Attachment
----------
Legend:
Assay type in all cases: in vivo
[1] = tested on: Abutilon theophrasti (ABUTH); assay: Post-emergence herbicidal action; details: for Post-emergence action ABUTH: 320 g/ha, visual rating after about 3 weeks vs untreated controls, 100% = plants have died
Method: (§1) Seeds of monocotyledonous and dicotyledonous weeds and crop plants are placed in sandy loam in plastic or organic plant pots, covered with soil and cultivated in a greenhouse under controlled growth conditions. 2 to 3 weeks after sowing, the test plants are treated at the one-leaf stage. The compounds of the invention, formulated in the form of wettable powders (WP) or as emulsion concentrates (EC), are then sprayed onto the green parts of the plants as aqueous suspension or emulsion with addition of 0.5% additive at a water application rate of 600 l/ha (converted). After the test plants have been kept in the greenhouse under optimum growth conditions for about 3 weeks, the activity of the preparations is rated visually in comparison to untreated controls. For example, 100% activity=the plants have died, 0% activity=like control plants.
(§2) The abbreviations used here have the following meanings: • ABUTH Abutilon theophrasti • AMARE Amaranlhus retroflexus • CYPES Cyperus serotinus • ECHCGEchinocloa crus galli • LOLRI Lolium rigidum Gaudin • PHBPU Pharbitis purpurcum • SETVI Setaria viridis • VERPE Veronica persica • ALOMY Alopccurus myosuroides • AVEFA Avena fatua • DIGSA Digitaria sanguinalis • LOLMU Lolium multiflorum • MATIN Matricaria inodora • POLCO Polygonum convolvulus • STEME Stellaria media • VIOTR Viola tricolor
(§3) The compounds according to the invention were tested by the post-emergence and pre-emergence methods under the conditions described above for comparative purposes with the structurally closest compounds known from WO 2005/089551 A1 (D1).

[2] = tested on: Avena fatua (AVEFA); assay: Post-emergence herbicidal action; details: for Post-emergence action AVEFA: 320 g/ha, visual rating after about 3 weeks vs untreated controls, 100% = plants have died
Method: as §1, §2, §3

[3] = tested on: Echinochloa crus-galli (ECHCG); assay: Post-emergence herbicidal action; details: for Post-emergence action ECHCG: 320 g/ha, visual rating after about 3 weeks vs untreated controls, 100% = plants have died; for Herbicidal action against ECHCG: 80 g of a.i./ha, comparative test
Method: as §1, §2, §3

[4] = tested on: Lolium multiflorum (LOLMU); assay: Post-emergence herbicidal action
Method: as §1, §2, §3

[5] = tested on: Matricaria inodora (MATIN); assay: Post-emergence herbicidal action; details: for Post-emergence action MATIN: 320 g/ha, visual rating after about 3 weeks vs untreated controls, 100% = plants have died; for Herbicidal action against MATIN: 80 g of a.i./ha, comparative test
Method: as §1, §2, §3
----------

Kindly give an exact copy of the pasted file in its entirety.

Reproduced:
Legend:
Assay type in all cases: in vivo
[1] = tested on: Abutilon theophrasti (ABUTH); assay: Post-emergence herbicidal action; details: for Post-emergence action ABUTH: 320 g/ha, visual rating after about 3 weeks vs untreated controls, 100% = plants have died
Method: (§1) Seeds of monocotyledonous and dicotyledonous weeds and crop plants are placed in sandy loam in plastic or organic plant pots, covered with soil and cultivated in a greenhouse under controlled growth conditions. 2 to 3 weeks after sowing, the test plants are treated at the one-leaf stage. The compounds of the invention, formulated in the form of wettable powders (WP) or as emulsion concentrates (EC), are then sprayed onto the green parts of the plants as aqueous suspension or emulsion with addition of 0.5% additive at a water application rate of 600 l/ha (converted). After the test plants have been kept in the greenhouse under optimum growth conditions for about 3 weeks, the activity of the preparations is rated visually in comparison to untreated controls. For example, 100% activity=the plants have died, 0% activity=like control plants.
(§2) The abbreviations used here have the following meanings: • ABUTH Abutilon theophrasti • AMARE Amaranlhus retroflexus • CYPES Cyperus serotinus • ECHCGEchinocloa crus galli • LOLRI Lolium rigidum Gaudin • PHBPU Pharbitis purpurcum • SETVI Setaria viridis • VERPE Veronica persica • ALOMY Alopccurus myosuroides • AVEFA Avena fatua • DIGSA Digitaria sanguinalis • LOLMU Lolium multiflorum • MATIN Matricaria inodora • POLCO Polygonum convolvulus • STEME Stellaria media • VIOTR Viola tricolor
(§3) The compounds according to the invention were tested by the post-emergence and pre-emergence methods under the conditions described above for comparative purposes with the structurally closest compounds known from WO 2005/089551 A1 (D1).

[2] = tested on: Avena fatua (AVEFA); assay: Post-emergence herbicidal action; details: for Post-emergence action AVEFA: 320 g/ha, visual rating after about 3 weeks vs untreated controls, 100% = plants have died
Method: as §1, §2, §3

[3] = tested on: Echinochloa crus-galli (ECHCG); assay: Post-emergence herbicidal action; details: for Post-emergence action ECHCG: 320 g/ha, visual rating after about 3 weeks vs untreated controls, 100% = plants have died; for Herbicidal action against ECHCG: 80 g of a.i./ha, comparative test
Method: as §1, §2, §3

[4] = tested on: Lolium multiflorum (LOLMU); assay: Post-emergence herbicidal action
Method: as §1, §2, §3

[5] = tested on: Matricaria inodora (MATIN); assay: Post-emergence herbicidal action; details: for Post-emergence action MATIN: 320 g/ha, visual rating after about 3 weeks vs untreated controls, 100% = plants have died; for Herbicidal action against MATIN: 80 g of a.i./ha, comparative test
Method: as §1, §2, §3